https://www.bikemart.com/about/richardson-pg2159.htm (Richardson Bike Mart) is also open for business. The Richardson location is only providing bicycle service at this time, but they do have online purchasing options and even some deals going on.
https://thekidsplayco.com/ (The Kids Play Co) is currently closed, but their website says they’re considering an option for “Private Play” where one family could reserve the play area for an hour at a time. So reach out to them if that’s something you want more information about.
https://www.purebarre.com/location/richardson-tx (Pure Barre Richardson) and https://tobysdance.com/ (Toby‘s School of Dance) are both offering livestream classes. All of Toby’s classes, in particular, are being taught via Zoom, which I just love. Their website said “Don’t fall into the trap of too much screen time, isolation, and inactivity,” and I thought that was such an important reminder during this stressful time.
As we talked about on a previous episode, the spring concert was postponed for the https://www.rcchorale.org/ (Richardson Community Chorale).
The Cottonwood Art Festival has been canceled as has the Wildflower Arts and Music Festival.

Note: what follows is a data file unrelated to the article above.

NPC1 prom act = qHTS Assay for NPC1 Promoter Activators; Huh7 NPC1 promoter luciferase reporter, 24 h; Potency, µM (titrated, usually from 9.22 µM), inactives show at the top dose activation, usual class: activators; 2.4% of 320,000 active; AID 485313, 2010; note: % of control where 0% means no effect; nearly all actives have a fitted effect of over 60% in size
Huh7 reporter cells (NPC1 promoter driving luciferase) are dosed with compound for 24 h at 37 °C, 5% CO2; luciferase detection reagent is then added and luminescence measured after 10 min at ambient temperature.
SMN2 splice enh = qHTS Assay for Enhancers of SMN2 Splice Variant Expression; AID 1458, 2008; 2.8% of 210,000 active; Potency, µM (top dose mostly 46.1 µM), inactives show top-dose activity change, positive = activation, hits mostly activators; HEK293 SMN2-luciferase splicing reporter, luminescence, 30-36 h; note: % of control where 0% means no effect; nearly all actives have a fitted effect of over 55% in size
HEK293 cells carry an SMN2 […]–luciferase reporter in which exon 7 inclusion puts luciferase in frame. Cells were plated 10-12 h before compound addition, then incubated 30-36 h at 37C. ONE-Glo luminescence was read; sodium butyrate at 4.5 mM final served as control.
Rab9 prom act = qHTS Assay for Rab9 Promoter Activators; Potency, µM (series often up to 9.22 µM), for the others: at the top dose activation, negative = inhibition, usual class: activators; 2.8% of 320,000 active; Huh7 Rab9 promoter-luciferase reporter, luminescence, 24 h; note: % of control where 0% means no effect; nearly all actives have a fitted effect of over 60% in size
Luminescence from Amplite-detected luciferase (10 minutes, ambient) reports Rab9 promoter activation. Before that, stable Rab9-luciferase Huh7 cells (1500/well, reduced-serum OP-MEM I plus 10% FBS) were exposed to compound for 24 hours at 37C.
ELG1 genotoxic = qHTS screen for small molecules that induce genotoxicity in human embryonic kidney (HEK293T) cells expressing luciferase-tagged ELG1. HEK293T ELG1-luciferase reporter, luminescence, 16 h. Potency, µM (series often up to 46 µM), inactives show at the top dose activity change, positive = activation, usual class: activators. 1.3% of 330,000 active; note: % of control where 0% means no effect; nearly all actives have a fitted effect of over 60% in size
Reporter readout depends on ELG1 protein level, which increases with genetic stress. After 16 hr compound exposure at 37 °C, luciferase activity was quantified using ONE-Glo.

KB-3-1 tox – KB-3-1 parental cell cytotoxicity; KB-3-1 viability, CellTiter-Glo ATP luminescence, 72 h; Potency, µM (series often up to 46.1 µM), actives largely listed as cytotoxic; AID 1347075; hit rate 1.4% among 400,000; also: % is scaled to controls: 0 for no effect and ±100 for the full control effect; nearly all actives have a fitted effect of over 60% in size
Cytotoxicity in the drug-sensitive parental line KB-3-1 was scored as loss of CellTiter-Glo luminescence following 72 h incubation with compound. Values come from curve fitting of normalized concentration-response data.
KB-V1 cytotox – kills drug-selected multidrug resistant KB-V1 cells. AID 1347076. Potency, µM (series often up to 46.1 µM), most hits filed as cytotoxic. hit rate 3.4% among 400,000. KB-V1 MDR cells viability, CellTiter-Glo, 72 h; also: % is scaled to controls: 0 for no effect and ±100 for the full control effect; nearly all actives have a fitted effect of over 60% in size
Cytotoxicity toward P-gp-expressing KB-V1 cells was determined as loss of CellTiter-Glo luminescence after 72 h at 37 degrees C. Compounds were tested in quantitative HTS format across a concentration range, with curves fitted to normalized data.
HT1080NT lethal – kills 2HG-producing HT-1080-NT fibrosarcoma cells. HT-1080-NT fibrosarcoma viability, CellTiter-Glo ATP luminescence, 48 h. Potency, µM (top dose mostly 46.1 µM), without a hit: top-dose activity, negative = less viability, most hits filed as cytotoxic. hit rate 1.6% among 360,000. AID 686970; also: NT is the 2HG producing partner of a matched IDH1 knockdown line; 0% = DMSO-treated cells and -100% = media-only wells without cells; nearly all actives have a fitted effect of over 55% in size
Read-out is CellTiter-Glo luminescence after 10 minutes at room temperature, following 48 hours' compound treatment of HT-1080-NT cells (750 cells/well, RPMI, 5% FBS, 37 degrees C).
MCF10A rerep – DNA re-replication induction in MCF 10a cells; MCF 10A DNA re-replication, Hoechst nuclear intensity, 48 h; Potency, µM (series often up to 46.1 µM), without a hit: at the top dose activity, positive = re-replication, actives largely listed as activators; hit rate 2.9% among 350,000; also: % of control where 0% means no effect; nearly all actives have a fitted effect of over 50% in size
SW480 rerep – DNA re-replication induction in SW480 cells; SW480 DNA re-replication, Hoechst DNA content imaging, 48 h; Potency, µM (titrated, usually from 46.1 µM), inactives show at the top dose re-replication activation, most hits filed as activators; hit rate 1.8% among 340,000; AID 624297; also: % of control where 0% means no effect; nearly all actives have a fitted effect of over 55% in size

Events at the https://www.eisemanncenter.com/ (Eisemann Center) have been canceled or postponed through May 17, but check out their website for tickets that are still available for purchase for future events.
So I don’t know about you, but going to the park and going to the library are two of the things my girls have missed the most during all of this.
https://www.cor.net/departments/parks-recreation (Parks and trails remain open), with social distancing encouraged of course, but people are discouraged from using the playgrounds and park fixtures because it’s hard to keep them clean enough to ensure safe use.
The https://www.cor.net/departments/public-library (Richardson Public Library) building is also closed but offering curbside pickup. Also, as a librarian myself, I feel the need to say very clearly that our library buildings might be closed, but libraries remain open. Most of us are still providing a huge number of electronic resources and online services, and the Richardson Public Library is no exception.
Finally, the https://www.cor.net/departments/animal-services (Richardson Animal Shelter) is allowing visitors by appointment only, and those appointments are for reclaiming a pet or adoption. Volunteers and community service activities have been suspended for now.
I’ve seen several people that have taken this opportunity to adopt a pet. They’re home more and able to train it. It’s good for their mental health during this stressful time. And it gives an animal a much-needed home. So if it’s something you’ve been considering, this just might be the time to do it. The Richardson Animal Shelter can still help you out with those adoptions.